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Homelessness accommodation and 19 jobs at risk as Edinburgh charity ends council contract


Right There said it has been forced to make the decision by City of Edinburgh Council. 

An Edinburgh charity has said it has been forced to end its contract with City of Edinburgh Council to provide critical housing in three locations for some of the city’s most vulnerable residents.

The group, Right There, said the council’s refusal to pass on an uplift in Housing Benefit to increase the Housing Management Payment to the charity led to the decision, describing this as an “absolute worst case scenario” and a “last resort”.  

The Housing Management Payment has remained unchanged since 2019 despite the cost of living skyrocketing in that time. 

Right There said that over the last five years the local authority has received increased housing benefit which it refuses to pass on to providers to help deal with increased costs of running an assisted housing programme.

Two housing facilities are now facing closure - one in Broomhouse and two residential units in Pilton. 

Their closure comes as the Scottish Government announced a national housing emergency.

The project run by Right There provides accommodation support for 44 of Edinburgh’s most vulnerable people, who live with the consequences of family breakdowns, homelessness, poverty, addiction, and many other challenges. 

In addition, the jobs of 19 support workers are now at risk.

Janet Haugh, CEO of Right There said: “We are devastated that we are having to pull the plug on this service, this is our absolute worst case scenario, especially when Scotland is at the brink of a national housing crisis. We have done everything in our power to resolve this with the Council but sadly as a charity we simply cannot absorb a projected £2.5 million deficit over the next five years and continue running this service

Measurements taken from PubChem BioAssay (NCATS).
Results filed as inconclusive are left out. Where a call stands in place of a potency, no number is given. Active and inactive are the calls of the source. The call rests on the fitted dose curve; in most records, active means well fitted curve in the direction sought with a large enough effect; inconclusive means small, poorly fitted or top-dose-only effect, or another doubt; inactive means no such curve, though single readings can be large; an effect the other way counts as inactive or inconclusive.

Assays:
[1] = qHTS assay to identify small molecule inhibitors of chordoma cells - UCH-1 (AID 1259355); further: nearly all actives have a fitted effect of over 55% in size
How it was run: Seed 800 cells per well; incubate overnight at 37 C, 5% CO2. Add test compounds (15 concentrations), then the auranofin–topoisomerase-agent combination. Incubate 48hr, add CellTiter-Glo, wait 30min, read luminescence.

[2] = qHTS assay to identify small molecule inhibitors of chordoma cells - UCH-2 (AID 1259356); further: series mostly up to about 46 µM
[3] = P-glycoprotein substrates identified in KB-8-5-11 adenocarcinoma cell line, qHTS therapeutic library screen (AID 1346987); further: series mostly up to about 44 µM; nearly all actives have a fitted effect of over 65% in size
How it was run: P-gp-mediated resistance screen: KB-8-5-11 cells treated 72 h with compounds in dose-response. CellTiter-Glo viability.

“We have exhausted all avenues with the Council and bringing the contract to a conclusion by triggering the three months’ notice period is our last resort. Our priority now is to work with the Council to hand over the running of the programme to either the local authority or another provider to ensure as much continuity and as little distress as possible for the 44 residents affected, and the support workers whose jobs are at risk.”

A spokesperson for the City of Edinburgh Council said: “The decision not to take forward a new contract has been made by Right There despite our attempts to find a resolution. 

“We are disappointed they have taken this step but we were unable to reach an agreement with them over their financial demands. 

“We will meet with them soon to support them over the last few months of the contract to minimise any impact their decision may cause. 

“We will do everything we can to find alternative accommodation for service users affected by this and also their staff who may have concerns about their jobs.”



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